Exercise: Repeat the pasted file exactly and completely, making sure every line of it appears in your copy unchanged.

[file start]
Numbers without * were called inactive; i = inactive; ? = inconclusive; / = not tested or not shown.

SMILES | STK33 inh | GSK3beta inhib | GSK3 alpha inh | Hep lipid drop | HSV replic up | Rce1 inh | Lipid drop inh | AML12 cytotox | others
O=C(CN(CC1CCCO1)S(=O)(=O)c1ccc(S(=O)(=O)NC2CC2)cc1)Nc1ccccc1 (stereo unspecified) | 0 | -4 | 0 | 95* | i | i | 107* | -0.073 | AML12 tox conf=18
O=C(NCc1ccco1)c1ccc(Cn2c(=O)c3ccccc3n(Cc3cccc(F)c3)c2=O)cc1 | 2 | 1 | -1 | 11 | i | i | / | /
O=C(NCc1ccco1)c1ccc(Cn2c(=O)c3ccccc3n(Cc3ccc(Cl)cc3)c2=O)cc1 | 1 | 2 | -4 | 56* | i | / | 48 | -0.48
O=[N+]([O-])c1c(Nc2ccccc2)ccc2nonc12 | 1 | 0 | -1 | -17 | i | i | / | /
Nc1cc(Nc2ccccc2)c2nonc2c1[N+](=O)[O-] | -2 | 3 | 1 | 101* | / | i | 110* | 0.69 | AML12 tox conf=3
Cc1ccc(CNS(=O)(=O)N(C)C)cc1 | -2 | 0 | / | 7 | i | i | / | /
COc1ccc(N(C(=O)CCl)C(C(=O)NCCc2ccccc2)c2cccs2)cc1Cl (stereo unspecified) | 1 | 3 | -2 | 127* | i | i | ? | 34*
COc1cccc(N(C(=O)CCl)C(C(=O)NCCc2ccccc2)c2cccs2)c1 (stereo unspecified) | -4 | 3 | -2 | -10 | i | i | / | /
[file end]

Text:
Numbers without * were called inactive; i = inactive; ? = inconclusive; / = not tested or not shown.

SMILES | STK33 inh | GSK3beta inhib | GSK3 alpha inh | Hep lipid drop | HSV replic up | Rce1 inh | Lipid drop inh | AML12 cytotox | others
O=C(CN(CC1CCCO1)S(=O)(=O)c1ccc(S(=O)(=O)NC2CC2)cc1)Nc1ccccc1 (stereo unspecified) | 0 | -4 | 0 | 95* | i | i | 107* | -0.073 | AML12 tox conf=18
O=C(NCc1ccco1)c1ccc(Cn2c(=O)c3ccccc3n(Cc3cccc(F)c3)c2=O)cc1 | 2 | 1 | -1 | 11 | i | i | / | /
O=C(NCc1ccco1)c1ccc(Cn2c(=O)c3ccccc3n(Cc3ccc(Cl)cc3)c2=O)cc1 | 1 | 2 | -4 | 56* | i | / | 48 | -0.48
O=[N+]([O-])c1c(Nc2ccccc2)ccc2nonc12 | 1 | 0 | -1 | -17 | i | i | / | /
Nc1cc(Nc2ccccc2)c2nonc2c1[N+](=O)[O-] | -2 | 3 | 1 | 101* | / | i | 110* | 0.69 | AML12 tox conf=3
Cc1ccc(CNS(=O)(=O)N(C)C)cc1 | -2 | 0 | / | 7 | i | i | / | /
COc1ccc(N(C(=O)CCl)C(C(=O)NCCc2ccccc2)c2cccs2)cc1Cl (stereo unspecified) | 1 | 3 | -2 | 127* | i | i | ? | 34*
COc1cccc(N(C(=O)CCl)C(C(=O)NCCc2ccccc2)c2cccs2)c1 (stereo unspecified) | -4 | 3 | -2 | -10 | i | i | / | /